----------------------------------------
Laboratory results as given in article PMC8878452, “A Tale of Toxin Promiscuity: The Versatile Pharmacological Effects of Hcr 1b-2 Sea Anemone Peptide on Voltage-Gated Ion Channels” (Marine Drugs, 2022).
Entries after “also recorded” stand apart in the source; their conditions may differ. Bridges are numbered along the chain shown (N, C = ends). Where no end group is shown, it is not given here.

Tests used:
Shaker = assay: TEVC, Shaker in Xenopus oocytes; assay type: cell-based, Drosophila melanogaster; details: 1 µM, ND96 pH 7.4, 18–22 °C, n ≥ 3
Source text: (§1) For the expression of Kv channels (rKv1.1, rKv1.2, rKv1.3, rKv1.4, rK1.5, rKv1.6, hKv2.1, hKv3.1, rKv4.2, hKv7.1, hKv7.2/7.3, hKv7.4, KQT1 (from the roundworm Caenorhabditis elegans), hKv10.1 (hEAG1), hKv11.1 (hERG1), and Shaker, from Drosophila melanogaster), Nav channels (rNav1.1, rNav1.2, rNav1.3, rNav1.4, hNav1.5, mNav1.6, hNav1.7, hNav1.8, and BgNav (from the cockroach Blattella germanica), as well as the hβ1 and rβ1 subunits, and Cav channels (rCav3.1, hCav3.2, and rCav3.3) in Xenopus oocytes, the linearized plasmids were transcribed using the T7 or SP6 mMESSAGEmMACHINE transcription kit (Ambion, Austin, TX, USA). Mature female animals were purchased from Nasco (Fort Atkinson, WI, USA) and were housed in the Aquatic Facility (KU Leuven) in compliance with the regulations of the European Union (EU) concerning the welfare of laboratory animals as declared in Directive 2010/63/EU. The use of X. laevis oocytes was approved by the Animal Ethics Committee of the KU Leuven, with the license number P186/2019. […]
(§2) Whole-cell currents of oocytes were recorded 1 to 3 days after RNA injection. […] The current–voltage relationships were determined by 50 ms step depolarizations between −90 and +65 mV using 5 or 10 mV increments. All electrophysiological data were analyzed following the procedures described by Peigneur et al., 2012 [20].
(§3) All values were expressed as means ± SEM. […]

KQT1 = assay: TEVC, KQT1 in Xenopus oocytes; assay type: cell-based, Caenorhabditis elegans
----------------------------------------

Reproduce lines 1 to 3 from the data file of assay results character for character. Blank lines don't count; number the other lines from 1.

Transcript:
Laboratory results as given in article PMC8878452, “A Tale of Toxin Promiscuity: The Versatile Pharmacological Effects of Hcr 1b-2 Sea Anemone Peptide on Voltage-Gated Ion Channels” (Marine Drugs, 2022).
Entries after “also recorded” stand apart in the source; their conditions may differ. Bridges are numbered along the chain shown (N, C = ends). Where no end group is shown, it is not given here.

Tests used: